What to Do If You Haven't Received Your Stimulus Check or It's for the Wrong Amount

The rollout of IRS stimulus payments has been less smooth than many hoped.

The IRS has sent over 160 million Americans their COVID-19 stimulus payments, but an estimated 30 million more are still waiting for theirs. So far, the IRS has sent money to individuals who had filed their 2018 or 2019 taxes, as well as Social Security, SSI, and veterans recipients who use direct deposit. (Individuals who filed a tax return but hadn't received a refund from the IRS by direct deposit either had to log on to submit bank information or wait for a paper check.)

Check the Get My Payment Tool

The IRS website set up a tool on its website called Get My Payment. Up until May 13, you were able to use this tool to provide direct deposit information to the IRS. You can still log on to get your payment status and the date you can expect to receive your stimulus check, or the date it was deposited.

Many people, however, weren't able to use the Get My Payment tool, or the information they get from the tool showed there was a problem with their payment. Here are some of the issues people are seeing, either with their actual deposit or with the Get My Payment tool.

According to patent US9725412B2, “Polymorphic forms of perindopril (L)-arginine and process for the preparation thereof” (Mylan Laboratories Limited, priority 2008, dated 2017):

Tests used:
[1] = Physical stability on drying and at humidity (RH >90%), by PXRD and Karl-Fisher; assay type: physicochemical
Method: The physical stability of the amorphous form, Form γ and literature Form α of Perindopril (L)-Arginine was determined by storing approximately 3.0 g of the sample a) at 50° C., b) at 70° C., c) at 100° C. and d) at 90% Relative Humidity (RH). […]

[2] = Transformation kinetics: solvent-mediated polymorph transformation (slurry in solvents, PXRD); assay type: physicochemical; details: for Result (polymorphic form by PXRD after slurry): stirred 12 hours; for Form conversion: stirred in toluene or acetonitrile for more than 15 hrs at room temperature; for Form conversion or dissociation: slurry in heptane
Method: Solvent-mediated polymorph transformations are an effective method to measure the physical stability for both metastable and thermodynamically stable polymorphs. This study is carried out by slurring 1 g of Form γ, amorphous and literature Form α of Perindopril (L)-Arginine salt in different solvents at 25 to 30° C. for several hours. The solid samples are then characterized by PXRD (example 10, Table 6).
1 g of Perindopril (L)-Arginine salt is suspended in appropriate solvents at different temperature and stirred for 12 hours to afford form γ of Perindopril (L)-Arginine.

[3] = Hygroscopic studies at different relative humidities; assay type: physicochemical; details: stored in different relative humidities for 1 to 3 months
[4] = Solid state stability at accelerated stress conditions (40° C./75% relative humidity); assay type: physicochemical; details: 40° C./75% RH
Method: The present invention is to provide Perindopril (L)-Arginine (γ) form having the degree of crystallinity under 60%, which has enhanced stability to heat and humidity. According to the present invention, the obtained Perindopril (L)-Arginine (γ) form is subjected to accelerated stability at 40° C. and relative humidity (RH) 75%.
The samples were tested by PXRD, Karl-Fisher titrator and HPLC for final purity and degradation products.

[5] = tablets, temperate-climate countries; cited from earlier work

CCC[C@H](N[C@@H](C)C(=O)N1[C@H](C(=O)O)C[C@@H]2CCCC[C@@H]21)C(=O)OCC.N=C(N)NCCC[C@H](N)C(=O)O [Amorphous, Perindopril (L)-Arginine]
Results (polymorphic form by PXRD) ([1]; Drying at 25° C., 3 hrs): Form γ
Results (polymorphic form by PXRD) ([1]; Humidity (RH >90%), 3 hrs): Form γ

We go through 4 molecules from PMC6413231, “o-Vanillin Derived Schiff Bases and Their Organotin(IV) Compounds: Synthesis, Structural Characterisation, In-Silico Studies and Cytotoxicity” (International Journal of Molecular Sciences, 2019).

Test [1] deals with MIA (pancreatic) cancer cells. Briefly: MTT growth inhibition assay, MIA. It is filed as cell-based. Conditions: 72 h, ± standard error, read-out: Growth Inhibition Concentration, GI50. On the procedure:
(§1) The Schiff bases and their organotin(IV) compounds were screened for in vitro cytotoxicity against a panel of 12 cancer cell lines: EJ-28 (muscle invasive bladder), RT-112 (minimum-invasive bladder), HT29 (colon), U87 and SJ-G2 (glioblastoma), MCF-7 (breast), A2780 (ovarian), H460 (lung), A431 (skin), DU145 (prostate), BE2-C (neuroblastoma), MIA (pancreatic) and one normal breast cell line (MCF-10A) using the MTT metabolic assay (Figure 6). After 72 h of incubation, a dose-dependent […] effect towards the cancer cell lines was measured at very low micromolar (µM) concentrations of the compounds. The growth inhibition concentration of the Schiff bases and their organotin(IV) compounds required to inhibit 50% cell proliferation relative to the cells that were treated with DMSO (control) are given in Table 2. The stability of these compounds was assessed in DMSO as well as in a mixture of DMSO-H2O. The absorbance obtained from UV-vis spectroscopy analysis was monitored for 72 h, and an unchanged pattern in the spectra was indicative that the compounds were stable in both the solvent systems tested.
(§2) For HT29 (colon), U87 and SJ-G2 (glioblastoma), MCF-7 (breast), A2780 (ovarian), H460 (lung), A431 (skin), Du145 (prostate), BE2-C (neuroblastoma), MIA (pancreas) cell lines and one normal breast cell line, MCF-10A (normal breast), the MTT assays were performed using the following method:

I Got a "Payment Status Not Available" Message

Millions of people logged into the IRS's Get My Payment tool only to see this message: Payment Status Not Available. Some individuals who got this message were eligible for the stimulus payment and have filed tax returns in 2018 or 2019, but did not receive a refund from the IRS through direct deposit last year. The IRS is adding data for thousands of people at a time, so if you still see this message, check back in a few days to see if the information has been updated.

The IRS also says that individuals who haven't filed a tax return, Social Security and SSI recipients, veterans, and those who recently used the IRS's non-filer tool to file a simple tax return will see this message.

Others who have seen this message are clearly not eligible for the stimulus money, but the tool only says "we cannot determine your eligibility for a payment at this time."

Note that payments for Social Security recipients who have not filed tax returns went out on April 29, and payments for SSI and veterans benefits recipients went out May 13.

My Stimulus Payment Went to the Wrong Bank Account